NHL.com continues its preview of the 2014-15 season, which will include in-depth looks at all 30 teams throughout August.
The psychological wounds from his team's historic collapse against the Los Angeles Kings in the first round of the Stanley Cup Playoffs were still raw in late June when San Jose Sharks general manager Doug Wilson held his annual press conference before the NHL Draft.
A few weeks after saying the Sharks needed to take "one step backwards to be in a position to go two steps forward," Wilson said they were fully committed to "rebuilding" and were braced for the "pain" that goes with that process. He said the Sharks "now become a tomorrow team," after making 10 straight trips to the postseason.
SHARKS' OFFSEASON OUTLOOK
2013-14 record: 51-22-9, 111 points, 2nd in Pacific Division, 4th in Western Conference
2014 Stanley Cup Playoffs: Lost in Western Conference First Round to Los Angeles Kings in seven games
Additions: LW John Scott, F Tye McGinn, C Micheal Haley, LW Bryan Lerg, D Taylor Fedun.
Subtractions: D Dan Boyle, D Brad Stuart, RW Marty Havlat
Pending free agents: LW Bracken Kearns (UFA), RW Matt Pelech (UFA)
Promotion candidates: D Mirco Mueller, D Matt Tennyson, D Taylor Doherty, C Freddie Hamilton, RW Eriah Hayes, F Tye McGinn, F Chris Tierney, D Taylor Fedun, C Micheal Haley, LW Bryan Lerg
Top 2014 NHL Draft picks: F Nikolay Goldobin (No. 27); D Julius Bergman (No. 46); F Noah Rod (No. 53)
Despite those dire warnings, San Jose approaches training camp with largely the same team that finished second in the powerful Pacific Division with 111 points.
The Sharks bought out forward Marty Havlat's contract, traded defenseman Brad Stuart to the Colorado Avalanche and traded defenseman Dan Boyle's rights to the New York Islanders. The Islanders did not sign Boyle and he inked a free-agent deal with the New York Rangers.
Every other key player is back, including Joe Thornton, Patrick Marleau, Joe Pavelski, Logan Couture, Brent Burns, Tomas Hertl and Marc-Edouard Vlasic. Former Buffalo Sabres forward John Scott, a 6-foot-8, 259-pound physical presence, was the only veteran free-agent addition.
Wilson said in August that the Sharks remain committed to rebuilding through the draft and giving their prospects every opportunity to make the team, but he softened his warnings of near-term pain. He said the Sharks will be "very competitive" this season and compared this team to the one in 2003-04, his first season as general manager.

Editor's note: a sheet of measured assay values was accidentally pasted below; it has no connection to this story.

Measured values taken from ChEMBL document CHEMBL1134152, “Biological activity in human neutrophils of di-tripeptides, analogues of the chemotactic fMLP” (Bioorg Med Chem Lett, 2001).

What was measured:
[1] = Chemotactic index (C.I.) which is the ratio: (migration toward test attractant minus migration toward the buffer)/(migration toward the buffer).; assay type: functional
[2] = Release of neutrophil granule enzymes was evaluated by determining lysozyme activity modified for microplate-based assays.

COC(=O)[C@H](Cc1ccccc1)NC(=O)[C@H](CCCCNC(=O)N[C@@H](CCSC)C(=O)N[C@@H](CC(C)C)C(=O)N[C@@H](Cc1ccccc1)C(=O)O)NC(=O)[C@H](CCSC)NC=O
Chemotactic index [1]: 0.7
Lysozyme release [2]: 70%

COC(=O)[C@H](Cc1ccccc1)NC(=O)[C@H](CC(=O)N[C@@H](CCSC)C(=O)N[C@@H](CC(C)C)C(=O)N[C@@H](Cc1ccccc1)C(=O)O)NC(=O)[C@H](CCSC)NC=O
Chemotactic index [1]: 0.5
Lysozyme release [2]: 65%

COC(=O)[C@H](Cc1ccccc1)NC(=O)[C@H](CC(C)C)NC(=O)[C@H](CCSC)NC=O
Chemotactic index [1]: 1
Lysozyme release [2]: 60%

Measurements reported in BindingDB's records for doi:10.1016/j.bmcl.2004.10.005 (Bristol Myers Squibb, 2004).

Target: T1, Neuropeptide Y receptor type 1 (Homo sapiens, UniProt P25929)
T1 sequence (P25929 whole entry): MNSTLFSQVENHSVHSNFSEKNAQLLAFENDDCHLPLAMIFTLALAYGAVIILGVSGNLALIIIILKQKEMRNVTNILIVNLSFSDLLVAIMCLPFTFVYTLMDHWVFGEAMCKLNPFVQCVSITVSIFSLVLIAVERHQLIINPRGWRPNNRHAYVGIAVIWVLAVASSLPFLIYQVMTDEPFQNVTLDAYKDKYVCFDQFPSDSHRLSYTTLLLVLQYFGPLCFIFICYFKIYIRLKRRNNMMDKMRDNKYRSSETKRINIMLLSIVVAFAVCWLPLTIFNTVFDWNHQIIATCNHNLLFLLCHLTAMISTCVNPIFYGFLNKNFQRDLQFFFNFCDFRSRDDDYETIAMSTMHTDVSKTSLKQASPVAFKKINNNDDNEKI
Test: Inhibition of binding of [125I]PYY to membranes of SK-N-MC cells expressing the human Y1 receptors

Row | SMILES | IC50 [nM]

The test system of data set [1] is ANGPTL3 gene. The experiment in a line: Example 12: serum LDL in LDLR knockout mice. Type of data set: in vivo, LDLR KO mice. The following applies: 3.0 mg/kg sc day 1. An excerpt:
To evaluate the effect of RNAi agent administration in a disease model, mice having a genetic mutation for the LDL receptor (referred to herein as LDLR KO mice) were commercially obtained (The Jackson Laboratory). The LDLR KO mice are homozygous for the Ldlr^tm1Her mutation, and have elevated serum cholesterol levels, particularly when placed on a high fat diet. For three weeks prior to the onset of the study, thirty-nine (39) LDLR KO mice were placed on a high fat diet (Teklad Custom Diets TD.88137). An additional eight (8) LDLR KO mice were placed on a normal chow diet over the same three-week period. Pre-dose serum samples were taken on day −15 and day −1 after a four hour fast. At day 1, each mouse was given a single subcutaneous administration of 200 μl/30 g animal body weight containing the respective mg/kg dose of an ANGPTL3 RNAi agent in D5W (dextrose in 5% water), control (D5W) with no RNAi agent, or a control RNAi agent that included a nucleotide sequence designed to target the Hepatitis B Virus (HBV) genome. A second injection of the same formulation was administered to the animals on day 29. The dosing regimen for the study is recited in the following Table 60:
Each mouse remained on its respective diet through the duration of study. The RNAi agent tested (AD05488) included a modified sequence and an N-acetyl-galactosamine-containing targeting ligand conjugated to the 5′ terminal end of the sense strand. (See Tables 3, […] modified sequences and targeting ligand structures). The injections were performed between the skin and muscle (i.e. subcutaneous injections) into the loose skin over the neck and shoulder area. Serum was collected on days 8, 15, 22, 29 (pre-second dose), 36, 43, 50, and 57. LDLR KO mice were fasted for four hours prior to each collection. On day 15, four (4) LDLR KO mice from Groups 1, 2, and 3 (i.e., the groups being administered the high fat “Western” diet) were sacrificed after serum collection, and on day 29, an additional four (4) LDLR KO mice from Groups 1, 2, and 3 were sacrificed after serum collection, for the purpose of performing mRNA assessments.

"We did this in '03-04, repeated the same approach," Wilson said. "The only player we really added in '03-04 was Scotty Parker to bring that sheriff, that physicality and deterrent, so the young players could play, and we went to the third round and had 104 points. You can have a very good young team, be going through this phase and still compete in this League, and that's our belief."
Couture, for one, expects to Sharks to make the playoffs and contend for the Stanley Cup. He said they'll use last season's bitter ending, which saw them blow a 3-0 series lead to the rival Kings, as motivational fuel.
"We have to," Couture said. "There's no other way to deal with something like this. You can't sulk about it anymore. You got to build off it. Individually it has to make you stronger and as a team it has to make you stronger and as an organization it has to make you stronger as well. I think we've got the right people in San Jose to build from this, and I believe we will.
"We want to win the Stanley Cup, so those are my expectations. Those are my expectations going into every season so far with the Sharks. We have a good enough team to win the Stanley Cup."
Wilson survived that meltdown, as did coach Todd McLellan and his entire staff. But changes are coming to the Sharks' leadership group. Earlier in the offseason, McLellan said he hoped to "reset the hierarchy and culture in the organization." He hinted that Thornton, who served as captain for the past four seasons, and Marleau, a former captain and long-time alternate, might lose those roles to younger players. In late August, McLellan announced that the Sharks would open camp without a captain or any alternates and that he'd fill those jobs based on merit and performance.
Although McLellan said Thornton and Marleau, like every other Shark, would be considered for those jobs, it's hard to believe those roles won't go to younger players such as Pavelski, Couture and Vlasic.
"That is a clean slate," Wilson said. "There are no letters on anybody's shoulders. Those will be discussed and earned and decided in training camp on performance and how people come back."
Some of the biggest training-camp battles are expected to come on the blue line after the departure of Boyle and Stuart. Burns is returning to defense after playing forward almost two full seasons, and some promising young defensemen are pushing to make the team. That group includes Mirco Mueller, San Jose's top draft pick in 2013, as well as Taylor Doherty, a second-round pick in 2009, and Matt Tennyson.
Raffi Torres' setback from last September's reconstructive surgery on his right knee could open the door for a young forward. Torres, who missed most of last season, will have a second major operation to repair his ACL and will likely miss much of this season.
Freddie Hamilton and Eriah Hayes each played double-digit games for the Sharks last season and could make the team out of camp. Tye McGinn, acquired from the Philadelphia Flyers for a third-round draft pick, is another candidate; the younger brother of former Sharks forward Jamie McGinn, had four goals and one assist in 18 games for the Flyers last season. Chris Tierney, a second-round draft pick in 2012, could also make a strong push.
"There should always be jobs available for someone to come in and take them, take them from someone," Couture said. "Guys are going to need to be ready from the start. It is going to be a competitive camp."